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The first in this series of blogs talked about why increasing BI productivity (i.e. cutting the time and cost of developing projects) – is so important, and gave some examples of customers who had already achieved this. The second part of the series looked at how to cut the requirements gathering, scoping and design phases of the BI project.

We saw in the second part that a typical BI development project plan might look like the following:

  • Requirements gathering / scoping = 20-30%
  • Design & development = 40-50%
  • Testing = 20-40%

… and then there’s a cost of about 30% change management every year. So how do customers cut development time, testing, documentation, implementation and rework?


  • The shift to Self Service: Traditionally, most analytics/BI teams report a balance of 80% reporting / 20% analytics; we often see a shift to 20% reporting / 80% analytics with HANA clients.

    BIcombined.png 
    Assuming that the glossary and semantic layers have already been developed, the additional development effort for self-service analytics is minimal, and the turn-around almost instantaneous.

  • The significantly simpler data model that is usually implemented with HANA also leads to simpler and faster development. – no physical instantiations of aggregates, rollups, summaries.
  • Multiple engines in a single platform: The ability for a single platform to handle different analysis types, including text, spatial, graph etc. results in eliminated steps in managing the movement of data to specialised engines, and gathering and harmonising multiple result sets from different systems for a single complex query. Data quality also becomes more assured, as all systems are working from the same atomic dataset, without differences due to time-lags in loading / refreshing.
  • Elimination of multiple staging areas: The ability to handle both OLTP and OLAP within the same platform allows data to be read and written at the same time without any impact on performance to end user. This means there is no need to create duplicate staging areas to support different time-zones or different scheduling priorities.
  • Development with full data sets: Typically, design and development are carried out with small subsets of data to ensure good performance and quick iterations. The outcomes of this development are presented to users, who conduct a first User Acceptance Testing (UAT) cycle. Changes based on this feedback are incorporated, after which the development environment is back-loaded with large data-sets. Further development is carried out, including additional development for performance-tuning, after which additional UAT is carried out. Given the performance of HANA, development can be done directly on full data-sets, and only one iteration of the testing cycle is needed.
  • Reduce testing time: The removal of performance optimisation components of the model results in less layers, less objects to test and less time to load, resulting in quicker testing cycles. Changes to the model are easier to implement due to their simplified structures and reduced / eliminated ETL processing. All this results in faster testing cycles, faster iterations, quicker changes as well as the ability to perform multiple test scenarios in shorter periods, thereby mitigating UAT effort and time to delivery.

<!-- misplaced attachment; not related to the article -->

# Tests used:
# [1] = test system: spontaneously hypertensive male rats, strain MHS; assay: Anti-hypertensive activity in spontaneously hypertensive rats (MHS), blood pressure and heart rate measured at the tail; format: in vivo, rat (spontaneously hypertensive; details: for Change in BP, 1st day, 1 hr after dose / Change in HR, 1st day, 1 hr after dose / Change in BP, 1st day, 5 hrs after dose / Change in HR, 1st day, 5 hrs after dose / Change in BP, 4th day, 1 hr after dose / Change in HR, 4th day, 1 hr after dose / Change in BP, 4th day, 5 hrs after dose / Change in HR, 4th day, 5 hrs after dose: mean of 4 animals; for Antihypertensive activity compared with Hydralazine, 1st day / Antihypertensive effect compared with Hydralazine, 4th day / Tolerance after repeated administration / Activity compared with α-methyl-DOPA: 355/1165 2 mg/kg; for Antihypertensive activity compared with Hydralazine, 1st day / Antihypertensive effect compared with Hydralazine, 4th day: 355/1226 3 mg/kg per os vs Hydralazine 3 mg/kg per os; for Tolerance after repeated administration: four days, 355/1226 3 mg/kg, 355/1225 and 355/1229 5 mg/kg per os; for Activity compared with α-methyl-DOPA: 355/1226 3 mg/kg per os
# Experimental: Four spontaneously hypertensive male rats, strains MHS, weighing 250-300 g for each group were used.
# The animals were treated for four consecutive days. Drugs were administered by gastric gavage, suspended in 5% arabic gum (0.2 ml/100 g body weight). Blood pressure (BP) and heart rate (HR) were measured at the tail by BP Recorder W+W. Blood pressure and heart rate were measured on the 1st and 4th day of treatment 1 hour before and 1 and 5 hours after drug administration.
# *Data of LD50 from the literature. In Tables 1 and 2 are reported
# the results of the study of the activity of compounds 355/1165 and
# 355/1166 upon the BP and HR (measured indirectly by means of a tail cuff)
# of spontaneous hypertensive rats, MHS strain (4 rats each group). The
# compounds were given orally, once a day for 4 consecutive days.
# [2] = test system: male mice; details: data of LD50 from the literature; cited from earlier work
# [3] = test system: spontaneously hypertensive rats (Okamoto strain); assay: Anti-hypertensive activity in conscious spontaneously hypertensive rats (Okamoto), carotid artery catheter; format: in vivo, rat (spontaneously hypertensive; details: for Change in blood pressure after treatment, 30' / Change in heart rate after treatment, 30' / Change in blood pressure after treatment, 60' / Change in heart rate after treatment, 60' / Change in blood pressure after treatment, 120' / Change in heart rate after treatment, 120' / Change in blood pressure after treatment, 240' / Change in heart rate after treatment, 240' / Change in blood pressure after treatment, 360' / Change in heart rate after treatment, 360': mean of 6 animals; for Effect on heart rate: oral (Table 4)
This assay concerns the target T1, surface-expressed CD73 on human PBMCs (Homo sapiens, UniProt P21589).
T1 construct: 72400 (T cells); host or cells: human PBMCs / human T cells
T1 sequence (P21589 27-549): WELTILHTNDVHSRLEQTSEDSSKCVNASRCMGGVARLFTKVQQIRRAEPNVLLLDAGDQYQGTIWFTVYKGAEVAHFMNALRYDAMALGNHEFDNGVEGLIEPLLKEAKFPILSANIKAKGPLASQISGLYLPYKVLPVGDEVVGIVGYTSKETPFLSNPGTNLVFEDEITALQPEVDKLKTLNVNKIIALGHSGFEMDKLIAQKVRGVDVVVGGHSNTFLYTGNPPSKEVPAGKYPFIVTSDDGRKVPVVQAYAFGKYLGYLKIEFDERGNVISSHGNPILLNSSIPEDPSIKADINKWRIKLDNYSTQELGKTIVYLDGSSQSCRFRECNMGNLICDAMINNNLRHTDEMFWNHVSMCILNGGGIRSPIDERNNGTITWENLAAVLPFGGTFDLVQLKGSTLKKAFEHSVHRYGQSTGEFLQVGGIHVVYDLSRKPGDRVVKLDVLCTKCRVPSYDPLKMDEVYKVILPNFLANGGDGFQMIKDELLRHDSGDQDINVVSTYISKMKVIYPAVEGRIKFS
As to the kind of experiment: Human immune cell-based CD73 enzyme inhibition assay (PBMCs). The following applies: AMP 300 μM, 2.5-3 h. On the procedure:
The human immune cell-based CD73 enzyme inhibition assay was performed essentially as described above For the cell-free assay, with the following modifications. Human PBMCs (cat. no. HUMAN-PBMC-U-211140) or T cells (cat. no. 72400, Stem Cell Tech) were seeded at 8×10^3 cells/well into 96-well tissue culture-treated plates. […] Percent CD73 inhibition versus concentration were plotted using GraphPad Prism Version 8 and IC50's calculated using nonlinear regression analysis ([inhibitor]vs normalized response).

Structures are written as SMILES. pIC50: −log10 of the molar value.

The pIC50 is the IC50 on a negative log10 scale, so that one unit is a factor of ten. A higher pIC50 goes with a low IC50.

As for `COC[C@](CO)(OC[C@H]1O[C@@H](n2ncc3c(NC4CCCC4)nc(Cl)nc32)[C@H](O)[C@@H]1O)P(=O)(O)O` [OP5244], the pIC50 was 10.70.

• Reduced documentation efforts: The reduced complexity of the system landscape with less servers, less software, less storage, simpler data models and eliminated physical instantiations translates into significantly simpler and less time-consuming documentation.
  • Reduced change management costs: All the reasons that requirements gathering, scoping, design, development and testing with HANA lead to shorter development time also lead to significantly lower change management costs. Over a 5 year period, organisations will typically spend 1.5x the original development costs on change management, so improving the effectiveness and productivity in this area has a huge payback when viewed over a 5 year period. If you can reduce the change management cost by just 30%, you will typically save an amount equivalent to half the total original development costs.


With all the time savings that can be achieved throughout the BI project cycle, from design to documentation and the on-going change management, it is easy to see why this is such a compelling reason to look at HANA not just in terms of its ability to transform business processes, but also consider HANA’s ability to change the way that BI is delivered in organizations. Think through the implications to your business if you could deliver twice as many BI projects with the same team, or you could deliver them 50% ahead of schedule. If you’re unsure about whether this is real, have a look at some of the customers who are already seeing these benefits :

Lexmark – http://scn.sap.com/community/business-trends/blog/2013/05/15/lexmark-cio-sap-hana-gave-us-the-ability-to-respond-much-more-quickly-to-business-requirements


My suggestions for you:

  1. Benchmark your BI process. What is the time needed to build and delivering a BI project? How does this compare to your peers? (SAP Benchmarking can help) – specifically, I would suggest theBusiness Intelligence and High Performance analytics surveys
  2. Look at a recent BI project plan. Which workstreams could be eliminated or accelerated with HANA?
  3. Look for an upcoming project that would benefit from the speed and agility that SAP HANA can offer.
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